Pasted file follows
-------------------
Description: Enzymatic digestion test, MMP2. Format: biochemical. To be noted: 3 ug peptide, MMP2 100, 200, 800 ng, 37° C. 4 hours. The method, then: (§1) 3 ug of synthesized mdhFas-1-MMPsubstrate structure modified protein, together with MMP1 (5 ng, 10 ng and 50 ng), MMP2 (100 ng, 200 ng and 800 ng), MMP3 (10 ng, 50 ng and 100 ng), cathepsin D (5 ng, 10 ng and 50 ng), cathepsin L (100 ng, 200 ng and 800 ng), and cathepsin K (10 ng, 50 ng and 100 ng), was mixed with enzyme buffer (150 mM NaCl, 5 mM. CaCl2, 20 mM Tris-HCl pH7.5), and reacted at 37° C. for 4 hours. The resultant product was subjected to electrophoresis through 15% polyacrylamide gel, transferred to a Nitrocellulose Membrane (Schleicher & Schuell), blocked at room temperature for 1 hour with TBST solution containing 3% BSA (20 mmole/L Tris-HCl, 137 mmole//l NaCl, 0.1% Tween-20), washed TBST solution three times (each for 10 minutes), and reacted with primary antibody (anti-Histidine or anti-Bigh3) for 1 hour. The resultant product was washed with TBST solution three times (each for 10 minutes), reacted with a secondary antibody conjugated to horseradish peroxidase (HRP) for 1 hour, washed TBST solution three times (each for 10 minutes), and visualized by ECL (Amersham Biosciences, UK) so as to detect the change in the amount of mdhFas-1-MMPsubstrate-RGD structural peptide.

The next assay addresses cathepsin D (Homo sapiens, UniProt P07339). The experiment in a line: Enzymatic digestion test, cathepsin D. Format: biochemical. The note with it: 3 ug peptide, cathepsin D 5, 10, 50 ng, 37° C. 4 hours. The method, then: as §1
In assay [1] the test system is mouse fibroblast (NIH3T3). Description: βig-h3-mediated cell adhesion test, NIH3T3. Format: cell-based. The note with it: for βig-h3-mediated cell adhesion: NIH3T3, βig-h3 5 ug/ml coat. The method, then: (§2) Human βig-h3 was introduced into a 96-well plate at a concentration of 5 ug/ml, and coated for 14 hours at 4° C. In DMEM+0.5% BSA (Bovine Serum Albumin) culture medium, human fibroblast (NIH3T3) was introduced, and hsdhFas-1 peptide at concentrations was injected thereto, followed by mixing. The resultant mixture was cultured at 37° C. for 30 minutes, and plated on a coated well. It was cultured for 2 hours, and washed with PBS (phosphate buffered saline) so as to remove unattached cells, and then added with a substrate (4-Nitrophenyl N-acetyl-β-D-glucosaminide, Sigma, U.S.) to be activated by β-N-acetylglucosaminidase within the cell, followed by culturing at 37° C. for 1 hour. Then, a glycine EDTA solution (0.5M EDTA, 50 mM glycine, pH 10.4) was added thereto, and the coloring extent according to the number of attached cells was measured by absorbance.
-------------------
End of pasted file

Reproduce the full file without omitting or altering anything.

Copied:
Description: Enzymatic digestion test, MMP2. Format: biochemical. To be noted: 3 ug peptide, MMP2 100, 200, 800 ng, 37° C. 4 hours. The method, then: (§1) 3 ug of synthesized mdhFas-1-MMPsubstrate structure modified protein, together with MMP1 (5 ng, 10 ng and 50 ng), MMP2 (100 ng, 200 ng and 800 ng), MMP3 (10 ng, 50 ng and 100 ng), cathepsin D (5 ng, 10 ng and 50 ng), cathepsin L (100 ng, 200 ng and 800 ng), and cathepsin K (10 ng, 50 ng and 100 ng), was mixed with enzyme buffer (150 mM NaCl, 5 mM. CaCl2, 20 mM Tris-HCl pH7.5), and reacted at 37° C. for 4 hours. The resultant product was subjected to electrophoresis through 15% polyacrylamide gel, transferred to a Nitrocellulose Membrane (Schleicher & Schuell), blocked at room temperature for 1 hour with TBST solution containing 3% BSA (20 mmole/L Tris-HCl, 137 mmole//l NaCl, 0.1% Tween-20), washed TBST solution three times (each for 10 minutes), and reacted with primary antibody (anti-Histidine or anti-Bigh3) for 1 hour. The resultant product was washed with TBST solution three times (each for 10 minutes), reacted with a secondary antibody conjugated to horseradish peroxidase (HRP) for 1 hour, washed TBST solution three times (each for 10 minutes), and visualized by ECL (Amersham Biosciences, UK) so as to detect the change in the amount of mdhFas-1-MMPsubstrate-RGD structural peptide.

The next assay addresses cathepsin D (Homo sapiens, UniProt P07339). The experiment in a line: Enzymatic digestion test, cathepsin D. Format: biochemical. The note with it: 3 ug peptide, cathepsin D 5, 10, 50 ng, 37° C. 4 hours. The method, then: as §1
In assay [1] the test system is mouse fibroblast (NIH3T3). Description: βig-h3-mediated cell adhesion test, NIH3T3. Format: cell-based. The note with it: for βig-h3-mediated cell adhesion: NIH3T3, βig-h3 5 ug/ml coat. The method, then: (§2) Human βig-h3 was introduced into a 96-well plate at a concentration of 5 ug/ml, and coated for 14 hours at 4° C. In DMEM+0.5% BSA (Bovine Serum Albumin) culture medium, human fibroblast (NIH3T3) was introduced, and hsdhFas-1 peptide at concentrations was injected thereto, followed by mixing. The resultant mixture was cultured at 37° C. for 30 minutes, and plated on a coated well. It was cultured for 2 hours, and washed with PBS (phosphate buffered saline) so as to remove unattached cells, and then added with a substrate (4-Nitrophenyl N-acetyl-β-D-glucosaminide, Sigma, U.S.) to be activated by β-N-acetylglucosaminidase within the cell, followed by culturing at 37° C. for 1 hour. Then, a glycine EDTA solution (0.5M EDTA, 50 mM glycine, pH 10.4) was added thereto, and the coloring extent according to the number of attached cells was measured by absorbance.